Save Some Bait
Dr. Z phones ahead to find out when and where he can buy the best shrimp for bait and buyd it right off the shrimp boats on the coast. Being the smart cook that I am, he always lets me go through the shrimp, collecting the choice pieces for at lease one of our meals while we are away. Some of the best shrimp linguini, or shrimp and grits, or shrimp gumbo has been shared on these trips.
On another infamous trip the Captain had learned that live blue crabs were good fish bait for the bottom feeding red drum we were trying to catch. So, on the way over to the island he picked up several dozen live crabs in a cardboard box with a lid on it Well, it didn’t take long to learn that those craps were hard to get on a fishing hook without them taking a “pinch” out of our fingers! It soon became evident that live crabs weren’t going to be the bait for the day, so we placed them on the porch of our cabin and basically forgot about them.
When we finally turned in for the night, my son, Rob, who was on this trip with us too, asked me, “Dad, what are we going to do with those crabs?! They will die if they stay in that box!” My response was, “Let’s cook them!” So, from about 10:00 p.m. until 2:00 a.m. we boiled crabs and picked the meat out on top of newspapers on the kitchen table. I didn’t tell anyone what we had done, but you better believe I got rave reviews on the fresh crab cakes I made for dinner the next night. Sometimes the unexpected meals are the very best!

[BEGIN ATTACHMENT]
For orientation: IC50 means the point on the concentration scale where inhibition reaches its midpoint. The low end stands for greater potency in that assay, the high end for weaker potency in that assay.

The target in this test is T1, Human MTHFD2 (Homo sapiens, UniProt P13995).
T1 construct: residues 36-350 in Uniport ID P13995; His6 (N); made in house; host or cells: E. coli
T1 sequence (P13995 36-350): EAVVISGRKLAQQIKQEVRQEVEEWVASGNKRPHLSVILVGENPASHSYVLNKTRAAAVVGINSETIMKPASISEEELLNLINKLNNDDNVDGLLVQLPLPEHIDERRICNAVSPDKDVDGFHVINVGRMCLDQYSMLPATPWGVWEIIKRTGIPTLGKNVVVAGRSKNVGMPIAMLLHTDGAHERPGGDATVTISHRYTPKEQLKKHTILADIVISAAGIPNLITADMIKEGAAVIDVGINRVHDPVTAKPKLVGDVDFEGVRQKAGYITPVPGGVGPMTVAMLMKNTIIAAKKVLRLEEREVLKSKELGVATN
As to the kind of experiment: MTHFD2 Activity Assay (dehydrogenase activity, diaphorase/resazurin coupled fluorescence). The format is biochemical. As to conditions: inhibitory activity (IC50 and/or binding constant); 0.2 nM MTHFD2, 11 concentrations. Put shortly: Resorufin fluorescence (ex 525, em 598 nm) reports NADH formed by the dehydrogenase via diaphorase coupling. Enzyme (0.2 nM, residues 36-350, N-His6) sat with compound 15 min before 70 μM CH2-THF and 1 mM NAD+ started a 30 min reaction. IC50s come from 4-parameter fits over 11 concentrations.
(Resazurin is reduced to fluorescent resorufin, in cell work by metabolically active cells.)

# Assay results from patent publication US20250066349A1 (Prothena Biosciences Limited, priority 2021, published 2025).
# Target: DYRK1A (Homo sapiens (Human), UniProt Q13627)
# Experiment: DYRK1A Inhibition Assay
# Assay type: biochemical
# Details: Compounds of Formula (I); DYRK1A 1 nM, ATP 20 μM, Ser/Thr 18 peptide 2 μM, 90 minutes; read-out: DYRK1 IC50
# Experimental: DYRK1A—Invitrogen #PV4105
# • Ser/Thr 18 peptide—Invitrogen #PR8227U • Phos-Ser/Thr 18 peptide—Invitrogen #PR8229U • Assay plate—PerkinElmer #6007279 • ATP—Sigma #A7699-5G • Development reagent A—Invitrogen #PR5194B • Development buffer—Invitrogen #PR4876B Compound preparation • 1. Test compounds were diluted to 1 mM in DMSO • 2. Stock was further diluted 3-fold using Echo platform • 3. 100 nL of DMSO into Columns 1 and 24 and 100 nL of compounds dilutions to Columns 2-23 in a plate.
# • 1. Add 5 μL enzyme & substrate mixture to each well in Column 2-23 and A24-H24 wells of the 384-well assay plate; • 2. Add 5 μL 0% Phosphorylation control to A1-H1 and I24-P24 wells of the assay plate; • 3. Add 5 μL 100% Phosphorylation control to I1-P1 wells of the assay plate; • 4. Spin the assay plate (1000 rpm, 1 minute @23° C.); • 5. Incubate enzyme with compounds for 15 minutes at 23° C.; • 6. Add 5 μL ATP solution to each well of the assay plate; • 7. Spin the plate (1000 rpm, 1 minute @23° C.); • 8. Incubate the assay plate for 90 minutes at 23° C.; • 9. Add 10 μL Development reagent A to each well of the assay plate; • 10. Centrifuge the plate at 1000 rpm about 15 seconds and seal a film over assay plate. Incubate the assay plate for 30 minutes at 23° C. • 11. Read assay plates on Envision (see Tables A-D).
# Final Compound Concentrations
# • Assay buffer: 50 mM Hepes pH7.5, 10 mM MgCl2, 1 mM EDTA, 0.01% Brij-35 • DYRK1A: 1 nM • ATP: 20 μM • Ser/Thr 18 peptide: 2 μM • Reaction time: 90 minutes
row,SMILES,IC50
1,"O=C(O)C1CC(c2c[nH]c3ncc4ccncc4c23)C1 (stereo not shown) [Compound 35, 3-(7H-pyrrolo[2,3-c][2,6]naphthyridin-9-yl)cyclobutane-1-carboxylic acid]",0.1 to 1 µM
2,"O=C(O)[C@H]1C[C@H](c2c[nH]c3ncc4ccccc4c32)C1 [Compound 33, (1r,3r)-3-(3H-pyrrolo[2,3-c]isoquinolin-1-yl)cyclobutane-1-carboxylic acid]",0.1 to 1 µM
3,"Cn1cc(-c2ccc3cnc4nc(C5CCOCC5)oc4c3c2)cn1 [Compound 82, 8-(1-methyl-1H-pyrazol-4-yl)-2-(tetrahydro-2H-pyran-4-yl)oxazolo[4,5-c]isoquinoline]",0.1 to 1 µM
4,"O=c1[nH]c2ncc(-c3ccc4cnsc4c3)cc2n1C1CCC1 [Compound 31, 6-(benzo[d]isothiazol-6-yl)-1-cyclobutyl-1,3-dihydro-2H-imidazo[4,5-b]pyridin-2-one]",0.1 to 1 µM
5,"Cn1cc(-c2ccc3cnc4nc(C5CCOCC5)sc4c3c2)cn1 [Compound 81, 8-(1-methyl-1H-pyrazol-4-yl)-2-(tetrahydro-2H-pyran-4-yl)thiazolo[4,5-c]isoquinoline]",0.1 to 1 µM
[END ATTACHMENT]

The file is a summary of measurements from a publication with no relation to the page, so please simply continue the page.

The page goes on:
Delegate, Delegate, Delegate
I think one reason our surf fishing excursions are so much fun is because the Captain assigns responsibilities to most of us on the trip. It is usually my responsibility to plan the menu, buy the food, and cook the meals while we are out there. Someone else may have the responsibility of bringing enough fresh drinking water to keep twelve thirsty men hydrated while on the island. Others are responsible for rigging their four-wheel drive vehicles with rod and cooler holders, gassing them up before going over to the island and making sure the tires are properly inflated for beach navigation. Someone else may be responsible for securing lodging on the mainland the night before we catch our early ferry for the island. If everyone carries out their responsibility, its not that much work for one person, and we all have fun.